Immanuel Lutheran Church
Gregory Fryer, the pastor of Immanuel Lutheran Church, is thankful for his church for many reasons. First of all, it was formed in the winter of 1863, right in the middle of the Civil War. Gettysburg was only a few months away, but Gregory sees the founding of Immanuel as proof that it was still “a holy time.” “It was the creation of a new church, right in the middle of wartime,” he said, with the soft, deliberate tone of a man who has spoken many sermons. The congregation met in various places on the Upper East Side, including what is now St. Elizabeth of Hungary, for the first two decades before building the 88th Street church. Gregory is grateful that that church, dedicated in 1886, was built with great care by the local German immigrants. The same men who worked in Rupert’s brewery, ran the neighborhood bakeries, and lived in the tenement houses painstakingly built this beautiful church on 88th and Lex. “I’m honored every time I set foot in it,” Gregory asserted.
Many of the immigrants were woodworkers, so the church stands out from its neighbors in that it is filled with wooden structures and hand-carved decorations from the Black Forest in Germany. The bells are also imported from Germany and were gifts from Empress Victoria in the late 1800s. They are named “Glaube,” “Hoffnung,” and “Liebe” which mean “faith,” “hope,” and “charity.” The bells are rung by hand at the start of each service and during the consecration – a practice that is quite fun for those who participate, judging by the twinkle in the pastor’s eye as he mentioned, “We enjoy pulling on the rope.”
“My call to be pastor here reflects the change of the neighborhood,” Gregory stated. He is the first pastor who does not speak German. “I am distinguished by a deficiency,” he said. The church stopped offering German services in the 1970’s, resulting in some German-speakers moving to Zion St. Mark. Some of the older congregants, who have been coming to the church for over fifty years, still speak the language, but Gregory jokingly assured me that they “forgive” him for not knowing it. The older congregants are referred to as “the power table,” since they always sit together at coffee hour. Gregory calls them the “guardians of the wisdom of the neighborhood.” They are part of what Gregory describes as “a very diverse congregation.”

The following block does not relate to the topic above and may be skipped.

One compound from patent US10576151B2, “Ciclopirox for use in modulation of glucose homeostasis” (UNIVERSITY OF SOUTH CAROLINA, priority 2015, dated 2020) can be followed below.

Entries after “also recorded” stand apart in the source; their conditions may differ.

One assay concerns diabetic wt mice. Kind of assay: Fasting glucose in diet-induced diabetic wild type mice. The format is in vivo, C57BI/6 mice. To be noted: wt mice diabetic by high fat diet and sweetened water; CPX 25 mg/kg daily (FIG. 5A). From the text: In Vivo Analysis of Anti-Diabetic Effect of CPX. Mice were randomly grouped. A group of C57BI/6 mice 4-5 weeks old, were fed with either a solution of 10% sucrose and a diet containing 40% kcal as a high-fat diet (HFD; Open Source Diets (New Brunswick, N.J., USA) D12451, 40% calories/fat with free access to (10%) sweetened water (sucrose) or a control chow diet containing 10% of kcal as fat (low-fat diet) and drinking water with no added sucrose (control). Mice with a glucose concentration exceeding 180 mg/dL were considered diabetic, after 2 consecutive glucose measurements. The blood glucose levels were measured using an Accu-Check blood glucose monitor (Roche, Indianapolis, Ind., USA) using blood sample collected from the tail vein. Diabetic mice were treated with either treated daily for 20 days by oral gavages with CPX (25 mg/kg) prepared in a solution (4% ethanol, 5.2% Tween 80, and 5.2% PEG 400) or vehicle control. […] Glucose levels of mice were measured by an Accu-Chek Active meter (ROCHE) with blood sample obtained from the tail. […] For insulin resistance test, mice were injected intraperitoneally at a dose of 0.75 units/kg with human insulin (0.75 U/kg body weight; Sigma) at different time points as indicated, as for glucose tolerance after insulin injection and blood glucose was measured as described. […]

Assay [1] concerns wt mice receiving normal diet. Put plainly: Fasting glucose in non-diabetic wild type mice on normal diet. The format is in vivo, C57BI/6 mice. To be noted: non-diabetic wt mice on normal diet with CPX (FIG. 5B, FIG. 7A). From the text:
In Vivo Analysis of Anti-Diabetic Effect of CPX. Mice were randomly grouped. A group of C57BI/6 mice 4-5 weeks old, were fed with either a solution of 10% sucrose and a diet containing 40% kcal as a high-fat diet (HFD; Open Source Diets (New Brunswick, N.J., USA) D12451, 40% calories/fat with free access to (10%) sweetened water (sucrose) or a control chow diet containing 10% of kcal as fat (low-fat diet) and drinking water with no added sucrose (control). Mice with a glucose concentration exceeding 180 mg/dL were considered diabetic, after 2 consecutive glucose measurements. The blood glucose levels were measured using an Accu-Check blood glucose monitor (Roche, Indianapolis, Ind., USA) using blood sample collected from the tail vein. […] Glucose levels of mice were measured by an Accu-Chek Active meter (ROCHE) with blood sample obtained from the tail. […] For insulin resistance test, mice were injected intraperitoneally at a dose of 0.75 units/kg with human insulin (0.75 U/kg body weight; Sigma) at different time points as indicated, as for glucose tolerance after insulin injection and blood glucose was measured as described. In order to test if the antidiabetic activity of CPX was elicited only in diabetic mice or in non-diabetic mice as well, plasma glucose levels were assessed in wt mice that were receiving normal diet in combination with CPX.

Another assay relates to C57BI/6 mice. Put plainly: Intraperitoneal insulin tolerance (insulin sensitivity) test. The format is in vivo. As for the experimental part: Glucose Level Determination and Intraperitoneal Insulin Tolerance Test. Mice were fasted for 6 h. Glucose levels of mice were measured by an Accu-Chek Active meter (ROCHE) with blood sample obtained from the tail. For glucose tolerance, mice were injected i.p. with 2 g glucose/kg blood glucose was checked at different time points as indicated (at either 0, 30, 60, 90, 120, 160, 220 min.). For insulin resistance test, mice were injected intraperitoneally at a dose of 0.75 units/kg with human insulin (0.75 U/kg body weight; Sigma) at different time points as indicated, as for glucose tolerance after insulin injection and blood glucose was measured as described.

Immanuel fills a very important niche in New York: As of 2016, it is the only church in Manhattan that is part of the North American Lutheran Church. They were originally part of the Evangelical Lutheran Church in America, the more liberal group, but decided to become more moderate in order to give other Lutherans a place to worship in the city. After a year of debating, they applied to the NALC and were accepted in record time.
When I visited in 2016, the church had just finished renovating its slate roof and steeple. “It took every nickel in sight to do it, but we did it right,” Gregory said proudly. The church could have used a cheaper material to fix their roof, but the congregation felt strongly that the church should honor the work that the original builders did by using the same materials. The process was long and arduous. Gregory told me how every detail was discussed at length and showed me one of the original nails, which became a centerpiece of a discussion about what hardware to use. Every congregant did his or her part. For example, Gregory took the bucket that he used to catch water from a leak in the roof and invited the children to a “noisy collection,” where they dropped coins into the bucket. Before commencing the work, Immanuel had the building appraised by a structural engineer, who declared it “solid as a rock,” suggesting that the congregation could hang a 747 jet from the rafters. A few months after the project was completed, the church was awarded the “Carnegie Hill Neighbors Enrichment Award” in recognition of the skillful renovation.
An added bonus of the new roof is that the church is now insulated. Ever since a nearby department store’s demolition project destroyed the church’s plaster roof, it has gone without insulation. The church used the settlement money from the department store to buy the parsonage apartment where Gregory and his wife raised their family. The church never replaced the plaster because they realized that the church was more beautiful with the exquisite craftsmanship of the roof beams exposed – the rafters were never meant to be seen, but the German woodworkers put great care and skill into them anyway. Not to mention, the acoustics were greatly improved.